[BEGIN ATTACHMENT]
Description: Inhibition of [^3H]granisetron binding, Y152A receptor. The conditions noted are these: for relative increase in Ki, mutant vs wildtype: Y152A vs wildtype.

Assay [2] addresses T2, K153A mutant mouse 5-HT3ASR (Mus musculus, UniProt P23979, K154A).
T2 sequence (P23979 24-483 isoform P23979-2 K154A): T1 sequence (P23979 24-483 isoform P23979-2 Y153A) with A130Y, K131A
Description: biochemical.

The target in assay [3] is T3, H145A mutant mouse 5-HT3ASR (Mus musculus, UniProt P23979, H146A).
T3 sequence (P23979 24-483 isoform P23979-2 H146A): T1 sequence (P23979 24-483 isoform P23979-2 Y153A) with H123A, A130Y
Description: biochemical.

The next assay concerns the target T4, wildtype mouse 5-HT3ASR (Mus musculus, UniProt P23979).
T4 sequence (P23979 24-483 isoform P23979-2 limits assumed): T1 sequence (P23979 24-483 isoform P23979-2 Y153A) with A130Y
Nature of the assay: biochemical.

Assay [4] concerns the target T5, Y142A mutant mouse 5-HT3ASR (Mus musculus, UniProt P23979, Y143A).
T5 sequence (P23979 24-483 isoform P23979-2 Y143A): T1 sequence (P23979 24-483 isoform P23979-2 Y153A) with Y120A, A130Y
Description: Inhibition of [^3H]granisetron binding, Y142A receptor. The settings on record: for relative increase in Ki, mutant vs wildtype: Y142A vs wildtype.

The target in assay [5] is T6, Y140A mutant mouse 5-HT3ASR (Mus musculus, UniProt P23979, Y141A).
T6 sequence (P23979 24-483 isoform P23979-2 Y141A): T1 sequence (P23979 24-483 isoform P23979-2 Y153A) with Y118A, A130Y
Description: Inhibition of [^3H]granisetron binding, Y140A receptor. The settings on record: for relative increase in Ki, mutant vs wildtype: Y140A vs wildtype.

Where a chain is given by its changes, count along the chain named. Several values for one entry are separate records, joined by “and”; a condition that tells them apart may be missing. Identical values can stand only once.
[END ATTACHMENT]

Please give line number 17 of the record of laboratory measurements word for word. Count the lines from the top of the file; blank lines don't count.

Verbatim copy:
Where a chain is given by its changes, count along the chain named. Several values for one entry are separate records, joined by “and”; a condition that tells them apart may be missing. Identical values can stand only once.